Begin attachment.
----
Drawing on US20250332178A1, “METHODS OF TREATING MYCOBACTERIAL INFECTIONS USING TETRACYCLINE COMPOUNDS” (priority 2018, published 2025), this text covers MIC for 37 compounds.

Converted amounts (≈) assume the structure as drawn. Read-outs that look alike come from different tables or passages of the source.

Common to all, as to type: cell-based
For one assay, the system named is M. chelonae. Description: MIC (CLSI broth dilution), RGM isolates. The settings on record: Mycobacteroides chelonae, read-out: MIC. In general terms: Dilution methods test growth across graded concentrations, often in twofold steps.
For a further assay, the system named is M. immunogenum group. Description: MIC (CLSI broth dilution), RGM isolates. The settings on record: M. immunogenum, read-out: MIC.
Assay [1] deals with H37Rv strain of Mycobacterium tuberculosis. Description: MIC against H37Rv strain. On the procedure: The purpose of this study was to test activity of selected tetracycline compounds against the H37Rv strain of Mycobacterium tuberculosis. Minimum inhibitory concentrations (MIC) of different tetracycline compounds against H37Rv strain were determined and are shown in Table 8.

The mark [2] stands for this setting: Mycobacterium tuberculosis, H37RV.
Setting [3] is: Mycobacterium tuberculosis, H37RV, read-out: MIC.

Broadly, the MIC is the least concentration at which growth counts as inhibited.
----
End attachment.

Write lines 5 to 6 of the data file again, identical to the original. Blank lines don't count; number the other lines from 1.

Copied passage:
For a further assay, the system named is M. immunogenum group. Description: MIC (CLSI broth dilution), RGM isolates. The settings on record: M. immunogenum, read-out: MIC.
Assay [1] deals with H37Rv strain of Mycobacterium tuberculosis. Description: MIC against H37Rv strain. On the procedure: The purpose of this study was to test activity of selected tetracycline compounds against the H37Rv strain of Mycobacterium tuberculosis. Minimum inhibitory concentrations (MIC) of different tetracycline compounds against H37Rv strain were determined and are shown in Table 8.